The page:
Khartoum accuses South Sudan of backing the insurgents, a charge which the government in Juba denies.
The fighting comes after Sudan and South Sudan last Tuesday resumed African Union-led talks in Ethiopia to resolve security and other crucial issues.
The African arch-enemies have been at loggerheads and came close to an all-out war this year over the disputed border and oil revenues.
South Sudan seceded from Sudan in July 2011 with two-thirds of the region’s oil, while processing facilities and the pipelines were in the possession of Sudan.
The new oil-rich nation is one of the least developed countries in the world, with one in every seven children dying before the age of five.
Dozens of people have been reportedly killed in Sudan as rebels and government troops clashed on two fronts.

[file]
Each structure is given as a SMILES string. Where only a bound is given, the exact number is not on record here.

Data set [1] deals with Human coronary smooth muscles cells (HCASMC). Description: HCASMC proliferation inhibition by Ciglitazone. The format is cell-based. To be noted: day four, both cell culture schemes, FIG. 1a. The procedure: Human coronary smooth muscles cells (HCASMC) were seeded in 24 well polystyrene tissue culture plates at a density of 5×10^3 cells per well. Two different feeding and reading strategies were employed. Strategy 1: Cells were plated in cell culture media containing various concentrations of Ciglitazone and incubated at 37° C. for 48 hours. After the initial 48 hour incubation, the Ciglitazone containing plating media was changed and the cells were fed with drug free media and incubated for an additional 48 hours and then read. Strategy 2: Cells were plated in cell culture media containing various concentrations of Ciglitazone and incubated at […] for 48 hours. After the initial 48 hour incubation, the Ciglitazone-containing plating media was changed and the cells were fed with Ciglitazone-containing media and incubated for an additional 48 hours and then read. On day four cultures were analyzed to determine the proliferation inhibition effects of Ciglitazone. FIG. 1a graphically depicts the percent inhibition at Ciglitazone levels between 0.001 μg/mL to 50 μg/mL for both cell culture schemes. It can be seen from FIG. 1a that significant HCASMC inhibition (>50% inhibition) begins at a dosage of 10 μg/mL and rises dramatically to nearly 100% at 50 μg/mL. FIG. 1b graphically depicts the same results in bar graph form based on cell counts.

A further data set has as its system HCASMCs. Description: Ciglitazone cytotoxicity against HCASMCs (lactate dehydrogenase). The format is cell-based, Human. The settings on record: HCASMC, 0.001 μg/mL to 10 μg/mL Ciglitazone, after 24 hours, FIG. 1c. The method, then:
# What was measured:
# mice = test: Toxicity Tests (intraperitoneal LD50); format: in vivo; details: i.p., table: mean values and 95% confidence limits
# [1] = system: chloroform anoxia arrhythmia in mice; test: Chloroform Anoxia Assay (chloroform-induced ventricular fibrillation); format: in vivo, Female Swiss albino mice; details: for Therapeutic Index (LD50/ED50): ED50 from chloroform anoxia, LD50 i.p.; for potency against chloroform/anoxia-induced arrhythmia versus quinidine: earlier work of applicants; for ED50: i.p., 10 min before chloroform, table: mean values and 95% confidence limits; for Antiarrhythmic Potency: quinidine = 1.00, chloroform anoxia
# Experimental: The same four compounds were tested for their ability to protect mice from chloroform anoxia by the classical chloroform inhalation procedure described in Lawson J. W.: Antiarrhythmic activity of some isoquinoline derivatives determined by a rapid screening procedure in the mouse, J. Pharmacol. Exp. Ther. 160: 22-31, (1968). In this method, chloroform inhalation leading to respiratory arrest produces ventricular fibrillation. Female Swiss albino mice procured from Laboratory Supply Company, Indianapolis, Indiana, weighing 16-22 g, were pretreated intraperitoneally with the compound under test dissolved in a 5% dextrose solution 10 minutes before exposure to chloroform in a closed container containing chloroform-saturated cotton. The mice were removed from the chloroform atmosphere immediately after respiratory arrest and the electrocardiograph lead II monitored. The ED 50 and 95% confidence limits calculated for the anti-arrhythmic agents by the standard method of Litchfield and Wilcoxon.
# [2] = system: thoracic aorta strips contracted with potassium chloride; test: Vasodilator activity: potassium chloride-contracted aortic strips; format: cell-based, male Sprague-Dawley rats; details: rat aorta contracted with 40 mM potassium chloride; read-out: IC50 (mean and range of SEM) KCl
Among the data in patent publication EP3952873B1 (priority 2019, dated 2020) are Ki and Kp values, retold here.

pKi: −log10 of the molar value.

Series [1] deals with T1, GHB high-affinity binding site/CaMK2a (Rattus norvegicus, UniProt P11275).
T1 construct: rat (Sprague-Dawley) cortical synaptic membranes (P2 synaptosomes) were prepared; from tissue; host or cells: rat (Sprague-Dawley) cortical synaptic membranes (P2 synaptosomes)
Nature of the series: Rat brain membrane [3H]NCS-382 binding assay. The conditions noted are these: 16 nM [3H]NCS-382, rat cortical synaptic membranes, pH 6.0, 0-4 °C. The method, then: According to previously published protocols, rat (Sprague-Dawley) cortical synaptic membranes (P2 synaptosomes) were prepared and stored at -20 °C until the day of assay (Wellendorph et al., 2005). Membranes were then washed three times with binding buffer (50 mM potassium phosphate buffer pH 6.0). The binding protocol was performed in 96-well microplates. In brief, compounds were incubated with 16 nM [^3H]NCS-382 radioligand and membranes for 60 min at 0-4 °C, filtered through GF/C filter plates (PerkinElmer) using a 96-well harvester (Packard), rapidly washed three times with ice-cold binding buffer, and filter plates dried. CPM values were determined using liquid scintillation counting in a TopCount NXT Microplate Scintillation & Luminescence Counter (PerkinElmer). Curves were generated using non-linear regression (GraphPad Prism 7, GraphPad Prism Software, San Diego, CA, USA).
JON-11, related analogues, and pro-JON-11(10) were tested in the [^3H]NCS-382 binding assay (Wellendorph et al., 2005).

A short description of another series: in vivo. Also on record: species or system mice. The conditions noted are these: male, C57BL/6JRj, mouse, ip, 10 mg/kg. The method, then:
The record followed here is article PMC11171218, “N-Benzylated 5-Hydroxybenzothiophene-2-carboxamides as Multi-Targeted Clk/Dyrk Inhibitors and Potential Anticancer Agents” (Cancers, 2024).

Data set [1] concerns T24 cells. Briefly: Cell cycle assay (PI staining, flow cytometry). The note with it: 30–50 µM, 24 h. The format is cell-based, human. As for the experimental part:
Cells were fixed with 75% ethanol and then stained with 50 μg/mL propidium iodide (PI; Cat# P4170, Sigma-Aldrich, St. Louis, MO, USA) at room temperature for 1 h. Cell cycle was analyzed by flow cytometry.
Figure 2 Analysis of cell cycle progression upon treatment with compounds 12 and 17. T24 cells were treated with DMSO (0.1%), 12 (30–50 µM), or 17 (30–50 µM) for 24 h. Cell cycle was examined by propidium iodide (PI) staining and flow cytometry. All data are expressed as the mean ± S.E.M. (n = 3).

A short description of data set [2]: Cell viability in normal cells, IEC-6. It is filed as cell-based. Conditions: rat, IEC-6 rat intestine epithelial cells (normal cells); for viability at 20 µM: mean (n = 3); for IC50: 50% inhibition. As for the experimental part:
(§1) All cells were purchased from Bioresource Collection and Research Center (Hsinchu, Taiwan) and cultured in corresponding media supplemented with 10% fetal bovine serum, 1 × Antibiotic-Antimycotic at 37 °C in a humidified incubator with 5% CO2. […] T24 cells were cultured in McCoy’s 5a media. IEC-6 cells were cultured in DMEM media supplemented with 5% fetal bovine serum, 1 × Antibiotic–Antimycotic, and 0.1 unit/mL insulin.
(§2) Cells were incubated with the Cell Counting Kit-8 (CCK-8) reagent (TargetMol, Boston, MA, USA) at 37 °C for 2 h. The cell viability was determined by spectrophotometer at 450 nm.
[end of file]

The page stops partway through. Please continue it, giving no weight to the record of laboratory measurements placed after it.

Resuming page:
According to the army, at least 32 insurgents were killed during clashes in a village in the western Darfur region on Thursday. The rebels claim they drove government troops out.
Separately, the army claimed that 45 rebels were also killed in a village in South Kordofan, near South Sudan's border.
However, Rebels of the Justice and Equality Movement (JEM) from Darfur, in Sudan's west, said they and other insurgents liberated the village, in the East Jebel Marra Mountains, killing at least one soldier.
Casualty claims are difficult to verify with access to both Darfur and South Kordofan restricted.
Last year, JEM insurgents formed an alliance with the rebels of the Sudan People's Liberation Movement-North (SPLM-N) with the aim of toppling the government of President Omar al-Bashir.